other day I received an e-mail from my friend Aristotle.
He was complaining (he often does – he’s
a moody, introspective kind of guy) about the tendency for business
writers to offer one-dimensional arguments.
"I’ve been telling you people for
years," he wrote, "that you can make your writing more persuasive by using
a combination of rhetorical modes."
I hate it when he uses big words like
that. Normally I would have stopped reading right then, but I was having a
slow morning – it was one of those splendid Minnesota spring days when the
phone doesn’t ring for hours on end because everyone is outside playing
hooky – so I read on.
"Look," he wrote. "Remember one thing:
People are complex. Human beings are rational, emotional, spiritual
creatures. If you want to change their opinion about something or get them
to accept your point of view, you need to appeal to them on three levels:
their minds, their hearts, and their souls."
As usual, my friend was being a little
abstract, so I replied: "Sounds fine, Ari. But what do you mean by
‘rhetorical modes’? How can today’s business writers apply your advice?
Would appreciate some specific examples. Doc."
The next day I found this message in my
"First, some definitions. ‘Rhetoric’ is
the art of persuasion. Persuasion comes in three basic modes or types:
appeals to reason (logos), appeals to emotion (pathos), and
appeals to ethics (ethos).
"Logical appeals rely on
evidence, research, examples, and data to convince the reader of the truth
or validity of an argument. They invite a reasoned response and are
usually most effective when the reader is expected to disagree with what
is being asserted.
"Emotional appeals attempt to
arouse the feelings, instincts, or biases of the reader. Common in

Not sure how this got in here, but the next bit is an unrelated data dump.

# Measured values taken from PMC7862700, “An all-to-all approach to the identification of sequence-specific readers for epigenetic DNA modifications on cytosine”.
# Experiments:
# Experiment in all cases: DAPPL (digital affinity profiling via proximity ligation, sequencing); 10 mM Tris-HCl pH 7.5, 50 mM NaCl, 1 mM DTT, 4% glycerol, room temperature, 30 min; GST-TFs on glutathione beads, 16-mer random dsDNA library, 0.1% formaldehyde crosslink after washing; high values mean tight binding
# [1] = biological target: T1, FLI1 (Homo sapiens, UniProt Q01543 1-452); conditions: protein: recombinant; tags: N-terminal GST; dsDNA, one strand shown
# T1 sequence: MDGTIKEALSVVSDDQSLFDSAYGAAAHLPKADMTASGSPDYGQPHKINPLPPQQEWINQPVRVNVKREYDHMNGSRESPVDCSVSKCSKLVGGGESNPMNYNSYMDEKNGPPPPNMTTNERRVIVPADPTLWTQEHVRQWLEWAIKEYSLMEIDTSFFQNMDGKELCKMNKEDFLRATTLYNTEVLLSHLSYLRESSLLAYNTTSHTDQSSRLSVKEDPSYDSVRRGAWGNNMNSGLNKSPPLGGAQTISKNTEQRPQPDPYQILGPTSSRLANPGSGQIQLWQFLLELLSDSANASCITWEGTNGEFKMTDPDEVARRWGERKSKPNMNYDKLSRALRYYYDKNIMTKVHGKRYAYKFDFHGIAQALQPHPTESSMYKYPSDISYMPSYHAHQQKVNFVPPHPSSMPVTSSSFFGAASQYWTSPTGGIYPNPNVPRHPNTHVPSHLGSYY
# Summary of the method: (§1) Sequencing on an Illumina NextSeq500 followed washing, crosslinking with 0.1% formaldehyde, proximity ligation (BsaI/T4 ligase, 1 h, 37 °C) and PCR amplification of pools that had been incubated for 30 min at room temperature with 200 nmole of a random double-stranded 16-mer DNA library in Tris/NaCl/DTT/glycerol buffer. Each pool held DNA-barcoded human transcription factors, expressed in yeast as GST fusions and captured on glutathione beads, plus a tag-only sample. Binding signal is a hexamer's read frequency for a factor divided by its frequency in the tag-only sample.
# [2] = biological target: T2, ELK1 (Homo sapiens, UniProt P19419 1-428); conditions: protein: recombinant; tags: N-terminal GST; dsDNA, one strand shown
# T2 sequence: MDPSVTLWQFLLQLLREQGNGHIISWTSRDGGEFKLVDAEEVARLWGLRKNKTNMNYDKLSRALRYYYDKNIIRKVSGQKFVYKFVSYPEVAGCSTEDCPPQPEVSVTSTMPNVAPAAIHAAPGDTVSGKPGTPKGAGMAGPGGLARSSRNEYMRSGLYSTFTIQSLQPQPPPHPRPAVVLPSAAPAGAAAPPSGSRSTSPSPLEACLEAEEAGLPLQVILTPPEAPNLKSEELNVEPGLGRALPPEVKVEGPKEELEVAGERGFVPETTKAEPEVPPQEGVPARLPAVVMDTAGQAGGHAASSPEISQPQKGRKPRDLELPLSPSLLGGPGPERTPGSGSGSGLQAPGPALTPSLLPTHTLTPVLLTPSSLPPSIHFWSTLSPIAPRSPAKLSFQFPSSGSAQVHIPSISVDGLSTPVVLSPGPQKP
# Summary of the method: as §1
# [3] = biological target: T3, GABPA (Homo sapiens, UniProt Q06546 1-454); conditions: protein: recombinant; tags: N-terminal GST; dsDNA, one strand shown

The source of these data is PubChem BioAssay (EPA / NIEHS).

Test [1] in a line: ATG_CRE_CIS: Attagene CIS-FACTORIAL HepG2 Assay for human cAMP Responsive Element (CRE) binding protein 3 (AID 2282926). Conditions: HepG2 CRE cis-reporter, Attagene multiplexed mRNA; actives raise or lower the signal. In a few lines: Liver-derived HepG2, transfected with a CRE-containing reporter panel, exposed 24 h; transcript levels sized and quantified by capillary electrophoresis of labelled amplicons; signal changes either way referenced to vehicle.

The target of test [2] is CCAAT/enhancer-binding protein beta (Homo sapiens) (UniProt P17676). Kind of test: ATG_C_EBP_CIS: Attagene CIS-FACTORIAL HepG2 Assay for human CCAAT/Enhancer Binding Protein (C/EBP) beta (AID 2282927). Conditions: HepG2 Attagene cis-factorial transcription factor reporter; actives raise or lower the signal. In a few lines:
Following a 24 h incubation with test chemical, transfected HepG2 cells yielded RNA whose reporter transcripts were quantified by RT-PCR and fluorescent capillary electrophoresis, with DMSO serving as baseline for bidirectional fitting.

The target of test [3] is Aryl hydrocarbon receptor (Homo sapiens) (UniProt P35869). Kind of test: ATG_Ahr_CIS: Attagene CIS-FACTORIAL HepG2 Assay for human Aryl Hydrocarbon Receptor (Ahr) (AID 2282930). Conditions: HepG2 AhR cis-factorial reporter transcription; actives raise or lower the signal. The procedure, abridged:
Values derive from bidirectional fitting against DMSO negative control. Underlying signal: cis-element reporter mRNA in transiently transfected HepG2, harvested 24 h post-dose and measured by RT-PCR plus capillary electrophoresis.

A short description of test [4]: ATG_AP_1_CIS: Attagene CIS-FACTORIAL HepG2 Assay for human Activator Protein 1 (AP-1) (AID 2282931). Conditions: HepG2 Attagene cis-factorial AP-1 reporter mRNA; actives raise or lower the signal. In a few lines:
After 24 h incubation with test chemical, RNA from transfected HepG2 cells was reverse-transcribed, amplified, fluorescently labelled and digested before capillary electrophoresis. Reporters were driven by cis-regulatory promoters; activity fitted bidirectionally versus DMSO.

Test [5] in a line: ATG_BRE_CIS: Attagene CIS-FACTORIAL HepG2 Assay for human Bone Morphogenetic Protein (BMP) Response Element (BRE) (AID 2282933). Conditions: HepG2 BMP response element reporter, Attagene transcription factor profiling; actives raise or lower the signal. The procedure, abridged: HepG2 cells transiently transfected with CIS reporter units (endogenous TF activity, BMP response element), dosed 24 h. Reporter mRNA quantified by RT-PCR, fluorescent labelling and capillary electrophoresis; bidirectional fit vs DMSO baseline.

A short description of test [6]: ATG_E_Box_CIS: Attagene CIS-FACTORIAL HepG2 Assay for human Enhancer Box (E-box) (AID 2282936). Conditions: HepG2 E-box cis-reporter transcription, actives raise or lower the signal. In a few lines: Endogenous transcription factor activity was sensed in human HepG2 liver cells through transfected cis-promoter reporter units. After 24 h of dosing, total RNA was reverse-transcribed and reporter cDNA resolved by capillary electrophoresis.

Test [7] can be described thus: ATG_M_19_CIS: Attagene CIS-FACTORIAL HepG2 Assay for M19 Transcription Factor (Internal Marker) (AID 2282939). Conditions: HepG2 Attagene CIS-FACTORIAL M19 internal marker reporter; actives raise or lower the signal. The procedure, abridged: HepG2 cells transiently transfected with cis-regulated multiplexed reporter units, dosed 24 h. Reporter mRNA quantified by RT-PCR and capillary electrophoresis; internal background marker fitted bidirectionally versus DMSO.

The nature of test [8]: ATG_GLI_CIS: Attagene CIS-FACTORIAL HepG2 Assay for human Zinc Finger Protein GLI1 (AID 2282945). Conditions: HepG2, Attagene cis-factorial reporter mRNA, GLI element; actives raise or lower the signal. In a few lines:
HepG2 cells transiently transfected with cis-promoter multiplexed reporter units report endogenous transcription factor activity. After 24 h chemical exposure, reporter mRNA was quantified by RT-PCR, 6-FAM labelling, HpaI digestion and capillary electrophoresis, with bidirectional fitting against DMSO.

advertising and fund-raising letters, emotional appeals often rely on what
Herschell Gordon Lewis calls the ‘five great motivators’: fear,
exclusivity, guilt, greed, and anger. Emotional appeals are generally most
effective when the reader is expected to agree with the argument.
"Ethical appeals rely on the
reader’s sense of right and wrong. As Arthur Biddle points out in
Writer To Writer, they depend on the writer’s credibility and
reputation ‘as a reliable, qualified, experienced, well-informed, and
knowledgeable person whose opinions . . . are believable because they are
ethically sound.’ In other words, with ethical appeals, the audience is
moved not only by what is said but by who is saying it.
"Now, here’s an example of how business
writers could construct more persuasive arguments if they used a
combination of all three rhetorical modes.
"Our school’s central administration is
proposing another cut in our department’s supply budget. ‘None of the
other philosophers have new computers,’ they say, ‘so why should you?’
"Now, I could protest on the grounds
that a new computer could be purchased (with an educational discount) for
only $1,500, and that a new computer would increase my productivity by 5%,
and that 5% of my annual salary of $60,000 is $3,000, which amounts to a
net savings of $1,500 (logos).
"Or I could argue yet another cut in my
supply budget would so thoroughly demoralize me that I might resign my
position and start a competing school of philosophy across the river (pathos).
"Or I could appeal to central
administration’s sense of fairness by pointing out that the faculty in the
school of business got new computers last year and that the humanities
faculty always comes last in appropriations (ethos).
"But my most persuasive argument would
combine all three appeals."
Well, there’s Ari’s advice. I took the
liberty of translating from the Greek. I hope you don’t mind.